Confucius

Mar. 5th, 2011 10:01 pm
yeloson: (Default)
[personal profile] yeloson
Confucius is a boardgame for 3 or more players, focused on strategic resource management.

In the game, you are an Tang dynasty official trying to gain the most influence and power, in part by bribing officials, buying influence, getting your people appointed, and organizing and reaping the profits of trade and warfare.

Representation-wise, it gets a mostly thumbs up. The officials are illustrated as Chinese officials, in classic Chinese painting style. The only thumbs down is that it's called Confucius- there's nothing particularly Confucian about it.

This is a fun game, if a bit complicated. It is very much about making smart investments and adapting to situations handed to you. The game runs on 3 major things: Gifts, Action Cubes, and Money.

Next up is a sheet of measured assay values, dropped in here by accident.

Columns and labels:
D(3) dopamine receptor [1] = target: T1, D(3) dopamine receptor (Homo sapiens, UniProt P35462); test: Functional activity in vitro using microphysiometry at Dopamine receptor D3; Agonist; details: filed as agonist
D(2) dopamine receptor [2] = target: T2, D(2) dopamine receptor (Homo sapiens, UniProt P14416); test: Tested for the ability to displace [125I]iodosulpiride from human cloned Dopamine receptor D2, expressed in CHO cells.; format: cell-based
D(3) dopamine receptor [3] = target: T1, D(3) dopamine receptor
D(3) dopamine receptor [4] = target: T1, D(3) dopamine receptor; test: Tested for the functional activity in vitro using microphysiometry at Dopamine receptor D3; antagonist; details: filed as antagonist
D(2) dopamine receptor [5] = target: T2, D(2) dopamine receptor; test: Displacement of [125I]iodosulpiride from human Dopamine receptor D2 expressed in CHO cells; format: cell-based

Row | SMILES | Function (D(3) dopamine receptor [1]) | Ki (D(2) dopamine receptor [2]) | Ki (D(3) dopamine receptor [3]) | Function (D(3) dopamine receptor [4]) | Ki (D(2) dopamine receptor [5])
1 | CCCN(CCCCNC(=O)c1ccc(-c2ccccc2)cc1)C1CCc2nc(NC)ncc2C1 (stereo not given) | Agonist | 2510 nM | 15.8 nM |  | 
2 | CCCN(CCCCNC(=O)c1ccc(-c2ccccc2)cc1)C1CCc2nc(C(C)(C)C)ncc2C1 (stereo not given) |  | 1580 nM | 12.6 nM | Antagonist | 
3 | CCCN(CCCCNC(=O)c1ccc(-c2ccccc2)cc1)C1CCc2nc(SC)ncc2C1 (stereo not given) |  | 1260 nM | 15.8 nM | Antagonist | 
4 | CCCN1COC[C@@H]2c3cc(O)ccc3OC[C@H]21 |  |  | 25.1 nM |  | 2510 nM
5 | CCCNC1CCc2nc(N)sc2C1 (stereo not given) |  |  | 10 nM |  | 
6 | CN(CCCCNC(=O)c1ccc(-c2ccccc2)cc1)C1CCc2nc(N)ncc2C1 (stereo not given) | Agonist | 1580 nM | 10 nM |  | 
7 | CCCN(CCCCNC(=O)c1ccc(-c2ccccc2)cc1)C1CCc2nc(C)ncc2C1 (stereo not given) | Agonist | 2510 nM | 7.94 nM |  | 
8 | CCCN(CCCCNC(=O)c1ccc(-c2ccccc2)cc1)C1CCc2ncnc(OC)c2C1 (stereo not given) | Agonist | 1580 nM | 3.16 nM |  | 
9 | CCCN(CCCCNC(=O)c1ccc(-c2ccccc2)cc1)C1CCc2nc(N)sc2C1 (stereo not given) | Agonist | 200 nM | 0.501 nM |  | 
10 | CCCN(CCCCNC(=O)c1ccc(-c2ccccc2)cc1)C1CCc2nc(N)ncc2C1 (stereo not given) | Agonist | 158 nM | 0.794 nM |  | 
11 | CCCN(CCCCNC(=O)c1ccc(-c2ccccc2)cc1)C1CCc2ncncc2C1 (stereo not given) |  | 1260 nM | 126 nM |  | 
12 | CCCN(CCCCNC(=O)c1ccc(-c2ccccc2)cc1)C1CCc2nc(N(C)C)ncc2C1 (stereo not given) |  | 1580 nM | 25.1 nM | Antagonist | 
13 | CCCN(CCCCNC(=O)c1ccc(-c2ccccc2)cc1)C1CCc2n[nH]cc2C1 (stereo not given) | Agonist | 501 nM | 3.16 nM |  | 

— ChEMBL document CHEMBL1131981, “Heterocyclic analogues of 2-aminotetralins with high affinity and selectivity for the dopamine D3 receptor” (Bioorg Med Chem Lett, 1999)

Gifts

A big part of playing the game is gifts. You use gift cards to give to other players, that indebts them to you and blocks them from competing with you in certain ways, and forces them to side with you in tiebreaking situations. This isn't a verbal agreement that you can betray- it's actually a hard and fast rule.

What it sets up, is a strategy of who to gift and when. Gifting the most powerful players might help you a lot, but it probably won't be long before they either spend the money to out-gift you. Gifting weaker players doesn't help as much, but they won't have the resources to break it for awhile.

Actions

The next thing is Action Cubes. Every round you get a number of action cubes to divvy up into doing various things like bribing officials, getting your people appointed, starting trade expeditions or military ventures, etc. You get more action cubes the more you have either given gifts to others or received gifts (and therefore, are more indebted).